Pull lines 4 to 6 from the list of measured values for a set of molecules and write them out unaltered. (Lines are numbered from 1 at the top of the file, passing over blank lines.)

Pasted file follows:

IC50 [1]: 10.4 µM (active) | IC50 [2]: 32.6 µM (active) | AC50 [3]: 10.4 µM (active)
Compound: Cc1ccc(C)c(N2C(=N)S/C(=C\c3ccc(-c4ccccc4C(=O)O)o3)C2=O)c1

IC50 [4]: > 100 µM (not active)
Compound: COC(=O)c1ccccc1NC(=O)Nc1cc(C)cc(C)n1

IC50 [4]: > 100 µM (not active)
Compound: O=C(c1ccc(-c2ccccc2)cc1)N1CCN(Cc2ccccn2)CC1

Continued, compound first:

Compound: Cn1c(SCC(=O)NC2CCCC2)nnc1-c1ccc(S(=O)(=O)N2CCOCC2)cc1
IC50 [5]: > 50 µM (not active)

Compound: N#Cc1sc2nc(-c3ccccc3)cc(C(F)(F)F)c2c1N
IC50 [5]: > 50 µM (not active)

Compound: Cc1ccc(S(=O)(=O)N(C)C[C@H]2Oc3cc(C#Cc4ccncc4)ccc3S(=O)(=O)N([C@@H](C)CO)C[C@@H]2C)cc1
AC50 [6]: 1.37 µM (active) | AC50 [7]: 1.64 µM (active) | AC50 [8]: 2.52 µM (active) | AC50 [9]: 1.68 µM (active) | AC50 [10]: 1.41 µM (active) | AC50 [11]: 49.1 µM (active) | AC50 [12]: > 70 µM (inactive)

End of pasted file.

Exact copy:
Compound: COC(=O)c1ccccc1NC(=O)Nc1cc(C)cc(C)n1

IC50 [4]: > 100 µM (not active)
Compound: O=C(c1ccc(-c2ccccc2)cc1)N1CCN(Cc2ccccn2)CC1